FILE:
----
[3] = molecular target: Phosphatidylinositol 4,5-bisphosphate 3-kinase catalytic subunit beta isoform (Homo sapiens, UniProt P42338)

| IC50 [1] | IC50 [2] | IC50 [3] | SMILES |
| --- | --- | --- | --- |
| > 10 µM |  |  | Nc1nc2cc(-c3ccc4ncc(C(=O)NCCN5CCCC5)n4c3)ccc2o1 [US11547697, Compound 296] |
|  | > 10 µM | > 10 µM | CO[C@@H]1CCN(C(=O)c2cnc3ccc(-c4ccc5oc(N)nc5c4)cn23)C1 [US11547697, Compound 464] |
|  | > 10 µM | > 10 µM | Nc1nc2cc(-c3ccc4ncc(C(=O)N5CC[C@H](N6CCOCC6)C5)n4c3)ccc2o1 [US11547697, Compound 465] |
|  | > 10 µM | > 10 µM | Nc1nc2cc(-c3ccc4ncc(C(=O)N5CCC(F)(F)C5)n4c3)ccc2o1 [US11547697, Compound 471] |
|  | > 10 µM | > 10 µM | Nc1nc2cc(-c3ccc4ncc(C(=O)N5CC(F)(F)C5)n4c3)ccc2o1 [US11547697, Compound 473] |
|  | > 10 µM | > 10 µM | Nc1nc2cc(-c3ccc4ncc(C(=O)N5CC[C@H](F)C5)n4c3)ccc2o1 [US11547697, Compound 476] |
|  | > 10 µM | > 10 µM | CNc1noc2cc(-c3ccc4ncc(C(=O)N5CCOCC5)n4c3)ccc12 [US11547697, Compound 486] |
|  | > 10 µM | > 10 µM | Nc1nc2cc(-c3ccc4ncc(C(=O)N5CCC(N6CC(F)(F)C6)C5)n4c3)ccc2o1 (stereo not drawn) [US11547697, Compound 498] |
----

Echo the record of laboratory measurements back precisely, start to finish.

[3] = molecular target: Phosphatidylinositol 4,5-bisphosphate 3-kinase catalytic subunit beta isoform (Homo sapiens, UniProt P42338)

| IC50 [1] | IC50 [2] | IC50 [3] | SMILES |
| --- | --- | --- | --- |
| > 10 µM |  |  | Nc1nc2cc(-c3ccc4ncc(C(=O)NCCN5CCCC5)n4c3)ccc2o1 [US11547697, Compound 296] |
|  | > 10 µM | > 10 µM | CO[C@@H]1CCN(C(=O)c2cnc3ccc(-c4ccc5oc(N)nc5c4)cn23)C1 [US11547697, Compound 464] |
|  | > 10 µM | > 10 µM | Nc1nc2cc(-c3ccc4ncc(C(=O)N5CC[C@H](N6CCOCC6)C5)n4c3)ccc2o1 [US11547697, Compound 465] |
|  | > 10 µM | > 10 µM | Nc1nc2cc(-c3ccc4ncc(C(=O)N5CCC(F)(F)C5)n4c3)ccc2o1 [US11547697, Compound 471] |
|  | > 10 µM | > 10 µM | Nc1nc2cc(-c3ccc4ncc(C(=O)N5CC(F)(F)C5)n4c3)ccc2o1 [US11547697, Compound 473] |
|  | > 10 µM | > 10 µM | Nc1nc2cc(-c3ccc4ncc(C(=O)N5CC[C@H](F)C5)n4c3)ccc2o1 [US11547697, Compound 476] |
|  | > 10 µM | > 10 µM | CNc1noc2cc(-c3ccc4ncc(C(=O)N5CCOCC5)n4c3)ccc12 [US11547697, Compound 486] |
|  | > 10 µM | > 10 µM | Nc1nc2cc(-c3ccc4ncc(C(=O)N5CCC(N6CC(F)(F)C6)C5)n4c3)ccc2o1 (stereo not drawn) [US11547697, Compound 498] |